4) Location scouting/Site surveys

Sometimes a video calls for a very specific look.  Perhaps it's a cycling video and we need to see a series of hills or steep inclines in order to see this bike in action.  (Yes we can even find those in Florida!)   Maybe it's for a nonprofit who deals with homeless issues and we want to see a homeless camp or an abandoned warehouse as a setting for a spokesperson.  Depending on the nature of the video, we may need to find an appropriate place that conveys the tone and emotion required to elicit the desired response of the viewer.  Quite often we're taping in a company's office.  What we like to do is to do a survey of the office.  We walk around, look at offices that might be spacious enough for shooting interviews and also listen to sound.  We try to stay away from areas that might have loud air conditioning or be positioned in a central hub where there's lot of people talking.  Site surveys save a lot of time on the day of the shoot.

 5) Script Breakdown

The script has been written but it needs to be dissected and we need to create a production schedule so that we know we're staying on time the day of the shoot.  It can appear a little tricky to a novice because we're probably going to shoot the video out of order to enable us to make the production go faster.  It's helpful for us to have all of those notes written down as a guide so that on the day of production we know that we're going from maybe Scene 1 to Scene 7 (depending on proximity, location etc) especially if Scene 2 is to be shot at another location altogether.  Or let's say we're working with a software trainer and she's only available in the morning.  We're going to shoot all the the stuff pertinent to her during that timeframe (maybe she's at the beginning, middle and end of the video).  While we're taping her maybe there's a key shot in that same location that will be used later in the video of a call center.  It makes sense to try to grab that shot while we're in that same area.  Breaking down a script prior to the day of production ensures that our team will keep on the move so we're not wasting ANY time during the day of the shoot.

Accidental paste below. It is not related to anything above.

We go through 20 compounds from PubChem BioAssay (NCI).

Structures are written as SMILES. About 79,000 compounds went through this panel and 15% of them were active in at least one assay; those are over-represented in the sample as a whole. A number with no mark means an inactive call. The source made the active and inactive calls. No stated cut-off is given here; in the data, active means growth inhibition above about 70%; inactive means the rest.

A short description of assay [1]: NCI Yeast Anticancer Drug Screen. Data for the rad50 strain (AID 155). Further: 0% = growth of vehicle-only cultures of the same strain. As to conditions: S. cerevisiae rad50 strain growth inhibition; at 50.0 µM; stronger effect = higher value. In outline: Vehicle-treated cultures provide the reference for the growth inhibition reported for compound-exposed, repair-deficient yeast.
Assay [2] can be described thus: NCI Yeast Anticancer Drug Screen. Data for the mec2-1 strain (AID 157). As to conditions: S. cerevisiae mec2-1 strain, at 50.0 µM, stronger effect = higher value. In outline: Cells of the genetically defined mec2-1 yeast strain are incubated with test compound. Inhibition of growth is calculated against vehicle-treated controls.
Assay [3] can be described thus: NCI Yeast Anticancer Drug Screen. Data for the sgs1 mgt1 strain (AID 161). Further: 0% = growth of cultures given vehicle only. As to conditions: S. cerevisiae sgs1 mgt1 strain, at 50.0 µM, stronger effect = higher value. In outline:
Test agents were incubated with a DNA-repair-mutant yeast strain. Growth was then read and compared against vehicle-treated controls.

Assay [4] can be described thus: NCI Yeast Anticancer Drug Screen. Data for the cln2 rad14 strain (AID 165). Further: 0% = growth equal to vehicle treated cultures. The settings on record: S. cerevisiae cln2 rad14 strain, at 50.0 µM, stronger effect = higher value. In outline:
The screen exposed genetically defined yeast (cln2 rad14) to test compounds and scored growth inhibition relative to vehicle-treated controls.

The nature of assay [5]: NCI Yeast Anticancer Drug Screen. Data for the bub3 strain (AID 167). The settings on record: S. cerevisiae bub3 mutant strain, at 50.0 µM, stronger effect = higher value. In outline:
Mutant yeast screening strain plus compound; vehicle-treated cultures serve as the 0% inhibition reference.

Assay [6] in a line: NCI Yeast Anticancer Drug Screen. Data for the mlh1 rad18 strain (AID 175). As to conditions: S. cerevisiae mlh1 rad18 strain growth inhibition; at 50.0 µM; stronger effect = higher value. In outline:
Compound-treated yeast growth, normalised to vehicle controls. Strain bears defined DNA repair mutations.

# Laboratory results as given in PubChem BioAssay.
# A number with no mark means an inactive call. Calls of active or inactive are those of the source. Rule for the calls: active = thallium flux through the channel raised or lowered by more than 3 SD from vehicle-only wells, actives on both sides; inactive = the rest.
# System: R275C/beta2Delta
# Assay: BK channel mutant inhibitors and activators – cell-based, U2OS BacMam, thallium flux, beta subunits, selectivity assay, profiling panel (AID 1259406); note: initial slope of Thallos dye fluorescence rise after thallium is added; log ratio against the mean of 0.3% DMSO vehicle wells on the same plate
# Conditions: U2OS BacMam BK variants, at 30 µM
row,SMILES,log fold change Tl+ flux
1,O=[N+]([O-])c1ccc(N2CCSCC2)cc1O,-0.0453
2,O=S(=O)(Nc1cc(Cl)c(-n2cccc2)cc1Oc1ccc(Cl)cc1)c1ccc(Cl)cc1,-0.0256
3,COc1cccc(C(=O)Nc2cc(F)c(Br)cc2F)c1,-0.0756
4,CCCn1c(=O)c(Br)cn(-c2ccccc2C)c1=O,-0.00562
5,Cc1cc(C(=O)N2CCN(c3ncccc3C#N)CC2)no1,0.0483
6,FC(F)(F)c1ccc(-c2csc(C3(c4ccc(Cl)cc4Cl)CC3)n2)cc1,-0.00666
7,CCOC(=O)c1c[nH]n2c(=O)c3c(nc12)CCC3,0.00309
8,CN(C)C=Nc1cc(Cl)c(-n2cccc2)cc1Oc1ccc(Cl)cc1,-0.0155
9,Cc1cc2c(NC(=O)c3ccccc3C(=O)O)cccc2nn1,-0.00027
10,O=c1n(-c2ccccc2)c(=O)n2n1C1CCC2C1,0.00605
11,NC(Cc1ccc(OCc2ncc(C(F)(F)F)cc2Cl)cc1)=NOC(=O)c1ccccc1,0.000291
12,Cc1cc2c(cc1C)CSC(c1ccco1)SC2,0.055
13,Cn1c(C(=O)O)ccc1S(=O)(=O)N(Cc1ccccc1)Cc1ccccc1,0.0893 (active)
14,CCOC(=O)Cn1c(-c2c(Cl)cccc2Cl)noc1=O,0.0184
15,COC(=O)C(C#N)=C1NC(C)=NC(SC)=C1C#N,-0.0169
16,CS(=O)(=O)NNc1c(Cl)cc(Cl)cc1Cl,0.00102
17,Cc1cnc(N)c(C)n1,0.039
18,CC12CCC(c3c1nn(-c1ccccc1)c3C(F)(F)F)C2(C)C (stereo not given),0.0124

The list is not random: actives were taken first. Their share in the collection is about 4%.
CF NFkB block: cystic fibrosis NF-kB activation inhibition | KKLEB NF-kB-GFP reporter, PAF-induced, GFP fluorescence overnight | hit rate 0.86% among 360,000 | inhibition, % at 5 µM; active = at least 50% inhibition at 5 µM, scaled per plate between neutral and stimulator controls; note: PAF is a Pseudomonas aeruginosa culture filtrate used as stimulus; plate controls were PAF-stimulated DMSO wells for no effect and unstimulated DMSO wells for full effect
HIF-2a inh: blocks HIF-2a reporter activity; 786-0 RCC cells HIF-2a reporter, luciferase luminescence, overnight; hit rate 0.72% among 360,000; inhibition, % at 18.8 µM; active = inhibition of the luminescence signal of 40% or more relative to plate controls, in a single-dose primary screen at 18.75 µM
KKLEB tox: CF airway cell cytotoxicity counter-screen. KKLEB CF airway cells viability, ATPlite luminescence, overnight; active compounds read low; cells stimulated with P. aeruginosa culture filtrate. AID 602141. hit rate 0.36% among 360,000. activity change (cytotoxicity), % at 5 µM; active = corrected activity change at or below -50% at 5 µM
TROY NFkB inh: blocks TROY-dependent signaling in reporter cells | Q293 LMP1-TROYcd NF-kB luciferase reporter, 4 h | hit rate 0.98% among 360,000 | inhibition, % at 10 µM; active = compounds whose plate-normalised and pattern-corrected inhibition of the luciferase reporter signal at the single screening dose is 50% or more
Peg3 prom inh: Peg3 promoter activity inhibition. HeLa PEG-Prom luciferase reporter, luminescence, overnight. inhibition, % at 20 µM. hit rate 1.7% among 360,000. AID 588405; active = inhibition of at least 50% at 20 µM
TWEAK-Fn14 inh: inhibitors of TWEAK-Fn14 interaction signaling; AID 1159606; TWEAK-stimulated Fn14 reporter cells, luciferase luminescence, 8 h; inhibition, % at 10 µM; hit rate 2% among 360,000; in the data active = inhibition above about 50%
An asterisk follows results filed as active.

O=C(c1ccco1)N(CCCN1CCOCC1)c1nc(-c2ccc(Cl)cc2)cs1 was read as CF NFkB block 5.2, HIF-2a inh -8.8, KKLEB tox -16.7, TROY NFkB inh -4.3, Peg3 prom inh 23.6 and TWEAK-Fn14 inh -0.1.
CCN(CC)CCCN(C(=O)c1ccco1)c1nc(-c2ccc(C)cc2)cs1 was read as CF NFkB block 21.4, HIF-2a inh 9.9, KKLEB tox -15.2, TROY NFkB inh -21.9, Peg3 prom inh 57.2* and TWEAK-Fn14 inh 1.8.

6) Crew Coordination

Pre-production is also the time to figure out who will be on our crew the day of the shoot.  Like most industries certain individuals have different strengths.  We might have a camera operator that is especially strong shooting training videos because he's good with on-camera talent.  Or maybe we're shooting with kids, we need to put together a crew who might be more patient and understanding.  This is just another point of the thought that goes into a project before the project begins shooting.

Spending sufficient time in pre-production will save you valuable time and money the day of the shoot.  When you take into the consideration the cost of crew, it's important to try to limit the number of shooting days because that figure can escalate quickly.